Art

Butterfly Eyes

by Camea Smith | 15.02.18

The entrance to Uri Nir’s solo exhibition is almost blocked by huge, cocoon-like balloons, compelling the visitor to wriggle his way through. After creeping inside and dodging the somewhat deflated balloons, the passageway broadens into a vast space where public telephones hover in midair, suspended from the ceiling. From the phones’ handsets erupt sculptural formations and when venturing forward they transform from heavily pierced and tattooed shapes to pristine monochrome. The sculptures are, in fact, 3D models based on scans of the artist’s daughter’s ear, rendered in plastic and stainless steel. The hanging sculptures lead the way to a carpeted room, its floor strewn with earphones.

A daunting soundtrack matches the disconcerting video displayed on the screen, featuring a swarm of butterflies and the artist’s children: his son and his infant sister, on a remote island. Nir’s eye, covered by a butterfly wing, keeps recurring in the film. The unseeing eye moves in its socket, bringing to mind the all-knowing gaze of a blind prophet, devoid of sight but focused intently on the grand scheme of things. The hauntingly beautiful butterflies fly ominously above the unsupervised children. When asked about filming his kids, Nir replied that he perceives his works not as mere representations of family life, but as vital generators, offering new discoveries on familial ties.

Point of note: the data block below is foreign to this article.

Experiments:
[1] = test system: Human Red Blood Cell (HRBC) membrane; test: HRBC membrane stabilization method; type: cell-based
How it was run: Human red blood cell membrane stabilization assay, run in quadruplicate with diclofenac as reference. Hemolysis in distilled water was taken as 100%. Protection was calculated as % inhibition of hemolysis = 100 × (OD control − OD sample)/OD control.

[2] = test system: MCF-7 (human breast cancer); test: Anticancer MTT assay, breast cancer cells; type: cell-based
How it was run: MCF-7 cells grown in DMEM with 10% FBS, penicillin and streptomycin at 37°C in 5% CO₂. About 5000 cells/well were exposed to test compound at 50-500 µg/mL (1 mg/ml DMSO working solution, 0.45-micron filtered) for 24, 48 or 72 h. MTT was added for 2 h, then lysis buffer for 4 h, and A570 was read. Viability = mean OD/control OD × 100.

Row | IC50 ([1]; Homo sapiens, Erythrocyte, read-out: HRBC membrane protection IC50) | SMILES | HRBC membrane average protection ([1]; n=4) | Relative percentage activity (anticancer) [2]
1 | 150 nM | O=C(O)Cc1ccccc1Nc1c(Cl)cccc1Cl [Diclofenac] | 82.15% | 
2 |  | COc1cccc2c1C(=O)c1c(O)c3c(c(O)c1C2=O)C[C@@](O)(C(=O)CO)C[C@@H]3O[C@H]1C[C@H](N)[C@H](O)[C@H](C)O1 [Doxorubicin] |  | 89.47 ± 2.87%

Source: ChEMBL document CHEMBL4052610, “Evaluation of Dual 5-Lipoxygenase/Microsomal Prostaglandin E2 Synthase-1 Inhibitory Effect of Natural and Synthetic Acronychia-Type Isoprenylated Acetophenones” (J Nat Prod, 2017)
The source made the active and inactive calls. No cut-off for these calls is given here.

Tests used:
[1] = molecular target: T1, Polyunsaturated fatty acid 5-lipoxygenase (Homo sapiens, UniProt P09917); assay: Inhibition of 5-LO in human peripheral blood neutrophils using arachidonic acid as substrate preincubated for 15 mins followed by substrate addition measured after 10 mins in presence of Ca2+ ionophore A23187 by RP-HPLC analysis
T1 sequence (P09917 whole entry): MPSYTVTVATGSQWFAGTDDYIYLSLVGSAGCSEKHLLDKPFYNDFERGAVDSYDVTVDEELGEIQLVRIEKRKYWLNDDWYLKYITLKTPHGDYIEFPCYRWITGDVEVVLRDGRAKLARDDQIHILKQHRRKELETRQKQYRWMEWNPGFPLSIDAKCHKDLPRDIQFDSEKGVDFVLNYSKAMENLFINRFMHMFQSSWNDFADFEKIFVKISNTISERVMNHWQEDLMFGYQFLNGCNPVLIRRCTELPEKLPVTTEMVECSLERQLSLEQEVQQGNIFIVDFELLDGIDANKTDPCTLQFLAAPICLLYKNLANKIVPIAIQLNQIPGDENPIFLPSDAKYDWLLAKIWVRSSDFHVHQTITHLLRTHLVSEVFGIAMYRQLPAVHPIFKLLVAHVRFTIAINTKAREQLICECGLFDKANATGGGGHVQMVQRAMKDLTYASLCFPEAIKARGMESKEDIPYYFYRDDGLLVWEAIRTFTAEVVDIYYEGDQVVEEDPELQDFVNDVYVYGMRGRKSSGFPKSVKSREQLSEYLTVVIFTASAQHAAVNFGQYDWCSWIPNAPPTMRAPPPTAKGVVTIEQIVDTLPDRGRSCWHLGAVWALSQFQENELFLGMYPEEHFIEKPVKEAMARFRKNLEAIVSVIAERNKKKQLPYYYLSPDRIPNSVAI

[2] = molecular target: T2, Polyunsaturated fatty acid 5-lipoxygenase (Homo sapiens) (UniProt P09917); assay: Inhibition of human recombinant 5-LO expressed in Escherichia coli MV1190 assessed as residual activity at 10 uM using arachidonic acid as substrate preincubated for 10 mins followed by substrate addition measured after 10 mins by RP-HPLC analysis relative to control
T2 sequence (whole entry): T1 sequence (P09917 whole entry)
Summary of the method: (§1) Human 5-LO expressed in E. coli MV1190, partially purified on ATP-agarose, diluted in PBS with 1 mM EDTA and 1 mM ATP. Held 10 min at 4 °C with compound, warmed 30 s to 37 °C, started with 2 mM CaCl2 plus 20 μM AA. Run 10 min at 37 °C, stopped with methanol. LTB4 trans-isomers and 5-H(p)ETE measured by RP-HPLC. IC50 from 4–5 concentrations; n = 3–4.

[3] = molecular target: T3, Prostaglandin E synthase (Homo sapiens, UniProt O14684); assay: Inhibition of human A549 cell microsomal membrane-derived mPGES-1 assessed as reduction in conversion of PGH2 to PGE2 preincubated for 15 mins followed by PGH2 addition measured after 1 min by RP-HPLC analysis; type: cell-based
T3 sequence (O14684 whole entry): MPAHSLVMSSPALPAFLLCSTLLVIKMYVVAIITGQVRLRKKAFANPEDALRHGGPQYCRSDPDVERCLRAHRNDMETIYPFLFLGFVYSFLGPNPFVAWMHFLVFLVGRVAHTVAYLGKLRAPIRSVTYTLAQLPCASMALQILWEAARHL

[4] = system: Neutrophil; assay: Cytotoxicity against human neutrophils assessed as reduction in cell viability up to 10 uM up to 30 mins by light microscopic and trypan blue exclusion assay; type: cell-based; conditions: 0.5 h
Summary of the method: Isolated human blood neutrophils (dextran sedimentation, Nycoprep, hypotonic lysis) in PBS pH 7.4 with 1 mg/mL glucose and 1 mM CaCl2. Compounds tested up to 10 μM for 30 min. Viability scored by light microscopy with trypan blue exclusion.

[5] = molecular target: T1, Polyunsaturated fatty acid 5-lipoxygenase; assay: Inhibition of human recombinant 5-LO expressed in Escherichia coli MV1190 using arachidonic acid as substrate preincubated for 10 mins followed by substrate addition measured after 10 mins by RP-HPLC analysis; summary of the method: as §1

Nir elaborated on his approach, noting that as an artist he does not separate his personal life and the process of art making. For example, the aforesaid film – Dam Butterfly – was shot in a family vacation in an island in Thailand and the second video in the exhibition, Macoal, depicts his children once more as its protagonists. In Macoal, which was filmed four years after Dam Butterfly, the macabre atmosphere intensifies. The grown up boy runs around in a dystopian park. At times, he is shown holding a rope attached to his sister, who is flying above him, harnessed to helium balloons. Nir’s voice narrates the film, distorted into a high pitched monologue under the influence of helium gas.

The film was shot in an infrared camera in the Rock Garden in the Yarkon Park in Tel Aviv. The special camera detects infrared radiation – heat generated by the children and the young vegetation – transforming them into albino creatures, progressing under the glaringly white clouds. Nir’s son is adorned with intricately designed transfer tattoos, which were created by the artist to illustrate a symbolic life map. Nir explores the possibility of an artwork to change the course of life, to determine destiny and to envision one’s greatest fears and yearnings. In the extreme family universe portrayed in the films, the children act as sources of inspiration, as collaborators and as disciplined performers in their father’s complex projects.

Uri Nir’s solo exhibition, Dam Butterfly, is currently on display at the Mishkan Museum of Art, located in the Ein Harod kibbutz in northern Israel, until March 5.

museumeinharod.org.il/en/uri-nir-dam-butterfly

Photos by Elad Sarig.

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